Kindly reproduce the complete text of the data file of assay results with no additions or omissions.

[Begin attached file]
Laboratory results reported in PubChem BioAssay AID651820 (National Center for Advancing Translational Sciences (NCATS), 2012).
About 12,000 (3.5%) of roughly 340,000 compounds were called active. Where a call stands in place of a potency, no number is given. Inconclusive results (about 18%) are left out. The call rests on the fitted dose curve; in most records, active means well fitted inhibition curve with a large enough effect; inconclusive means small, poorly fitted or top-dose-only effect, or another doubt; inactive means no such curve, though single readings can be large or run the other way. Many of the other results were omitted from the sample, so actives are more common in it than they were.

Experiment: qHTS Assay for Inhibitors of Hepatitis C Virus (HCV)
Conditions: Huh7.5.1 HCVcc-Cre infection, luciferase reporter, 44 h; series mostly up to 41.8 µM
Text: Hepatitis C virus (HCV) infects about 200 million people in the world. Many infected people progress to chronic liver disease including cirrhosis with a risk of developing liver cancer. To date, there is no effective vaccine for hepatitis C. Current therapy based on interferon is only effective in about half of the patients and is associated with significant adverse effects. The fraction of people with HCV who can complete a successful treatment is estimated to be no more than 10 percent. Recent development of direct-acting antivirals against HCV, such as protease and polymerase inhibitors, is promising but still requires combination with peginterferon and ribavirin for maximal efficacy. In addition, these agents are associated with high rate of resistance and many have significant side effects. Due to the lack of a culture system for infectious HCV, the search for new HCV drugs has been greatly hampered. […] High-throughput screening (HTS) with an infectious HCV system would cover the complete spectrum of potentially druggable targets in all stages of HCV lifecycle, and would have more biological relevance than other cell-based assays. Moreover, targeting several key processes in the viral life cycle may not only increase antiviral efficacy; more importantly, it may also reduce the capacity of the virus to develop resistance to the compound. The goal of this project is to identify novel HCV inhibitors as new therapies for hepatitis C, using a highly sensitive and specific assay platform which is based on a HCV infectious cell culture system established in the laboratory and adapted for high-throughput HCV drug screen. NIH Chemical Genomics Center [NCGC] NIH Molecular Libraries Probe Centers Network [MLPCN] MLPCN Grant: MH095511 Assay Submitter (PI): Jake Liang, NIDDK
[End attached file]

Laboratory results reported in PubChem BioAssay AID651820 (National Center for Advancing Translational Sciences (NCATS), 2012).
About 12,000 (3.5%) of roughly 340,000 compounds were called active. Where a call stands in place of a potency, no number is given. Inconclusive results (about 18%) are left out. The call rests on the fitted dose curve; in most records, active means well fitted inhibition curve with a large enough effect; inconclusive means small, poorly fitted or top-dose-only effect, or another doubt; inactive means no such curve, though single readings can be large or run the other way. Many of the other results were omitted from the sample, so actives are more common in it than they were.

Experiment: qHTS Assay for Inhibitors of Hepatitis C Virus (HCV)
Conditions: Huh7.5.1 HCVcc-Cre infection, luciferase reporter, 44 h; series mostly up to 41.8 µM
Text: Hepatitis C virus (HCV) infects about 200 million people in the world. Many infected people progress to chronic liver disease including cirrhosis with a risk of developing liver cancer. To date, there is no effective vaccine for hepatitis C. Current therapy based on interferon is only effective in about half of the patients and is associated with significant adverse effects. The fraction of people with HCV who can complete a successful treatment is estimated to be no more than 10 percent. Recent development of direct-acting antivirals against HCV, such as protease and polymerase inhibitors, is promising but still requires combination with peginterferon and ribavirin for maximal efficacy. In addition, these agents are associated with high rate of resistance and many have significant side effects. Due to the lack of a culture system for infectious HCV, the search for new HCV drugs has been greatly hampered. […] High-throughput screening (HTS) with an infectious HCV system would cover the complete spectrum of potentially druggable targets in all stages of HCV lifecycle, and would have more biological relevance than other cell-based assays. Moreover, targeting several key processes in the viral life cycle may not only increase antiviral efficacy; more importantly, it may also reduce the capacity of the virus to develop resistance to the compound. The goal of this project is to identify novel HCV inhibitors as new therapies for hepatitis C, using a highly sensitive and specific assay platform which is based on a HCV infectious cell culture system established in the laboratory and adapted for high-throughput HCV drug screen. NIH Chemical Genomics Center [NCGC] NIH Molecular Libraries Probe Centers Network [MLPCN] MLPCN Grant: MH095511 Assay Submitter (PI): Jake Liang, NIDDK